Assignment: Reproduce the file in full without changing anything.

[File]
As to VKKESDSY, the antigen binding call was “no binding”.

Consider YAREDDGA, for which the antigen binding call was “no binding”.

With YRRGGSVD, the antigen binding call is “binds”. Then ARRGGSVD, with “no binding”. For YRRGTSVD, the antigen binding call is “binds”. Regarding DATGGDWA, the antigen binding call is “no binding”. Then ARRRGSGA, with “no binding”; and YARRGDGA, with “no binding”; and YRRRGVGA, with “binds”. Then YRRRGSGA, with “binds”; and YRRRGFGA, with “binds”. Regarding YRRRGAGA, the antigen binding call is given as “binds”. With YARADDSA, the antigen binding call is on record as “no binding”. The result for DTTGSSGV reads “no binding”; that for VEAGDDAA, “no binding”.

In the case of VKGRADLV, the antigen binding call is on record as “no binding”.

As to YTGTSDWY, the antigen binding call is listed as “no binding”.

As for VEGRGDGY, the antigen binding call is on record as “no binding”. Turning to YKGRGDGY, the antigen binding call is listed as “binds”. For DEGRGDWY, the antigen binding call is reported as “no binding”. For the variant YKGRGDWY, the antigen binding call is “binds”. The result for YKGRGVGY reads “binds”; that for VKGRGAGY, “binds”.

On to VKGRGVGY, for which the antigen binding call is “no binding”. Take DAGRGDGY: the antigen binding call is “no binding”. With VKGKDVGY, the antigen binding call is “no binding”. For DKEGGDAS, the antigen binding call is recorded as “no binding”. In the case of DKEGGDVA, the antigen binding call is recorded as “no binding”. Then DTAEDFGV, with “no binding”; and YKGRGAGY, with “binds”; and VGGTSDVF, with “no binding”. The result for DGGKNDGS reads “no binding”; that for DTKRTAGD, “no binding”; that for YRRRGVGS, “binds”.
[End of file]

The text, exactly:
As to VKKESDSY, the antigen binding call was “no binding”.

Consider YAREDDGA, for which the antigen binding call was “no binding”.

With YRRGGSVD, the antigen binding call is “binds”. Then ARRGGSVD, with “no binding”. For YRRGTSVD, the antigen binding call is “binds”. Regarding DATGGDWA, the antigen binding call is “no binding”. Then ARRRGSGA, with “no binding”; and YARRGDGA, with “no binding”; and YRRRGVGA, with “binds”. Then YRRRGSGA, with “binds”; and YRRRGFGA, with “binds”. Regarding YRRRGAGA, the antigen binding call is given as “binds”. With YARADDSA, the antigen binding call is on record as “no binding”. The result for DTTGSSGV reads “no binding”; that for VEAGDDAA, “no binding”.

In the case of VKGRADLV, the antigen binding call is on record as “no binding”.

As to YTGTSDWY, the antigen binding call is listed as “no binding”.

As for VEGRGDGY, the antigen binding call is on record as “no binding”. Turning to YKGRGDGY, the antigen binding call is listed as “binds”. For DEGRGDWY, the antigen binding call is reported as “no binding”. For the variant YKGRGDWY, the antigen binding call is “binds”. The result for YKGRGVGY reads “binds”; that for VKGRGAGY, “binds”.

On to VKGRGVGY, for which the antigen binding call is “no binding”. Take DAGRGDGY: the antigen binding call is “no binding”. With VKGKDVGY, the antigen binding call is “no binding”. For DKEGGDAS, the antigen binding call is recorded as “no binding”. In the case of DKEGGDVA, the antigen binding call is recorded as “no binding”. Then DTAEDFGV, with “no binding”; and YKGRGAGY, with “binds”; and VGGTSDVF, with “no binding”. The result for DGGKNDGS reads “no binding”; that for DTKRTAGD, “no binding”; that for YRRRGVGS, “binds”.